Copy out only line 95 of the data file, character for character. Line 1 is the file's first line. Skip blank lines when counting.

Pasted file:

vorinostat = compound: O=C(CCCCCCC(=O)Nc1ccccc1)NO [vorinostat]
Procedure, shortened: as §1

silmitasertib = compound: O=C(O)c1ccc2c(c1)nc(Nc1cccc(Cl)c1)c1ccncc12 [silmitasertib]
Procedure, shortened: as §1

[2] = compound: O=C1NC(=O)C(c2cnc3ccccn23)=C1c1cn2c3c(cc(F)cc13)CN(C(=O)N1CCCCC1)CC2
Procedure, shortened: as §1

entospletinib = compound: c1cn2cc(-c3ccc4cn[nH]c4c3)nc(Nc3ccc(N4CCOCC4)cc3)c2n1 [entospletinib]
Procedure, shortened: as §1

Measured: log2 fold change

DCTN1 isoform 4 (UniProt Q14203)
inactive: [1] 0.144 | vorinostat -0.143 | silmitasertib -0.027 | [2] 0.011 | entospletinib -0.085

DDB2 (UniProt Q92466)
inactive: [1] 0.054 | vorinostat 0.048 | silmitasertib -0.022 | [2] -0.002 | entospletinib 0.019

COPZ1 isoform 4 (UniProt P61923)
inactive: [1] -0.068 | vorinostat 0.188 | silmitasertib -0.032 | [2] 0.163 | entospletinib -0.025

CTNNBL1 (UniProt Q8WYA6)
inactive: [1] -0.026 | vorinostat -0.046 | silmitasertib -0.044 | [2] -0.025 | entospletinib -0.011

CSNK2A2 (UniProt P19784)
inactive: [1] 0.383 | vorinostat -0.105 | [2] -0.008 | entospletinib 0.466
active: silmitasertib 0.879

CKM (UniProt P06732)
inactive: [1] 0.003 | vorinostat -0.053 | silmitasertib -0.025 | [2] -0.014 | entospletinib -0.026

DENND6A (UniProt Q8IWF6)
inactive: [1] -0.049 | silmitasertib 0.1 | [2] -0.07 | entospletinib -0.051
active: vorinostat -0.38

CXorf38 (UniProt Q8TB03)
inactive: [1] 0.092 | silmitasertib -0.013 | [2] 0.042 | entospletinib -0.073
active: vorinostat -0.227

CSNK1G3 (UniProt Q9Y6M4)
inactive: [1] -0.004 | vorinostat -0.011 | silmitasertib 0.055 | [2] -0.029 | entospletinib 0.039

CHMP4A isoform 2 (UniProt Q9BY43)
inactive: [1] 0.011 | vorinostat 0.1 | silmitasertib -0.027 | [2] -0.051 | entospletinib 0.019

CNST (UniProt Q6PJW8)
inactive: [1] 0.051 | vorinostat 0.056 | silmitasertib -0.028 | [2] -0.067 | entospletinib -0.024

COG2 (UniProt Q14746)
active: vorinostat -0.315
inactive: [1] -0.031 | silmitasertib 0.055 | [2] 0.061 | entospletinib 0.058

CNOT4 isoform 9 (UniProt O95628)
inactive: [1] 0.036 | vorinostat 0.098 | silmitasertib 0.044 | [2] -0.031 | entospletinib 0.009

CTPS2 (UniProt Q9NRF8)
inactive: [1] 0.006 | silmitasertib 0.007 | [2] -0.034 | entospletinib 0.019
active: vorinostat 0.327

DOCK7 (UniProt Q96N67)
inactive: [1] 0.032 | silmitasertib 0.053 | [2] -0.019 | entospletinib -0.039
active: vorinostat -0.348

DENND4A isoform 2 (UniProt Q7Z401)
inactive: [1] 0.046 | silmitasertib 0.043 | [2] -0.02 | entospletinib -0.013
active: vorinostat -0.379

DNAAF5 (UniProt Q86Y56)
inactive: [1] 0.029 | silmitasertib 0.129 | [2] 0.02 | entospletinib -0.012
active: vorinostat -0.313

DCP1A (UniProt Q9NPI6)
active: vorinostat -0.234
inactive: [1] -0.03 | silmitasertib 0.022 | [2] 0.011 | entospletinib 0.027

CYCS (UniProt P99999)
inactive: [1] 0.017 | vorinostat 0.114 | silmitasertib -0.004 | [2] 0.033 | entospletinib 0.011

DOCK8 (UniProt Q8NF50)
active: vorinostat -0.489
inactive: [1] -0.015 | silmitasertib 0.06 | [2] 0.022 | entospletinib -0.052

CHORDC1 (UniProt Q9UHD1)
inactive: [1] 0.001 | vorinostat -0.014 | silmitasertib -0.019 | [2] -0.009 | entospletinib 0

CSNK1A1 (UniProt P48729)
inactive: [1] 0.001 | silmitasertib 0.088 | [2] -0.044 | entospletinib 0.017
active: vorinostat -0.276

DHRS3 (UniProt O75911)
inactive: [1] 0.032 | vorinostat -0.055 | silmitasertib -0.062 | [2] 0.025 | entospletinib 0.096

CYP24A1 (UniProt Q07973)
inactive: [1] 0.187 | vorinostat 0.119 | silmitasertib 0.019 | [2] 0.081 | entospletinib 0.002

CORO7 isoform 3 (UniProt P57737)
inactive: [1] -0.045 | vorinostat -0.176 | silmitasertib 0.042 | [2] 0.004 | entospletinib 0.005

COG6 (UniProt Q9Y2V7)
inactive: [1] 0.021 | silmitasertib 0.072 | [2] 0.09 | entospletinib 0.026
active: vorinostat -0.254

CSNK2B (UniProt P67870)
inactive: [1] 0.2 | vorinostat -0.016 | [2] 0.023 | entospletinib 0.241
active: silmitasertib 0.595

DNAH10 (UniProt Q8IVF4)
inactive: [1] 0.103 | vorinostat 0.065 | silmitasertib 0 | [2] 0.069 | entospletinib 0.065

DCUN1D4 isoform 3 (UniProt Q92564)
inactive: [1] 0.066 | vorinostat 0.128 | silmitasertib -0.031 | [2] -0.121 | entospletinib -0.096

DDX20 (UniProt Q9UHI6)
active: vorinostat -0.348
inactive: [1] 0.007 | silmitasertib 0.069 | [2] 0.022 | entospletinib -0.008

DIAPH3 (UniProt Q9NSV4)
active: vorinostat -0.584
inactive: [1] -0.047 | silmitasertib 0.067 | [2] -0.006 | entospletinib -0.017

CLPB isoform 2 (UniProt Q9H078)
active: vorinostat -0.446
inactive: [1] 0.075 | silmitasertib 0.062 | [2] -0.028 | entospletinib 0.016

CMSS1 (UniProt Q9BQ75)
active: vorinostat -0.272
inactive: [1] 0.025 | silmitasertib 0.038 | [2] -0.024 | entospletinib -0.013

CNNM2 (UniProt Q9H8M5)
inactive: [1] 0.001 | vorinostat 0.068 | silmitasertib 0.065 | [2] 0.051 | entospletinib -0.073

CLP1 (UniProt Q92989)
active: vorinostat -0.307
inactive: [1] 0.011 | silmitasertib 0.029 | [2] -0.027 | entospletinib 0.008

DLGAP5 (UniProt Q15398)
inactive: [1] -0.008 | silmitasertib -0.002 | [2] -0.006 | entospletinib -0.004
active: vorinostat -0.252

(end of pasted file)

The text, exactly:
CLP1 (UniProt Q92989)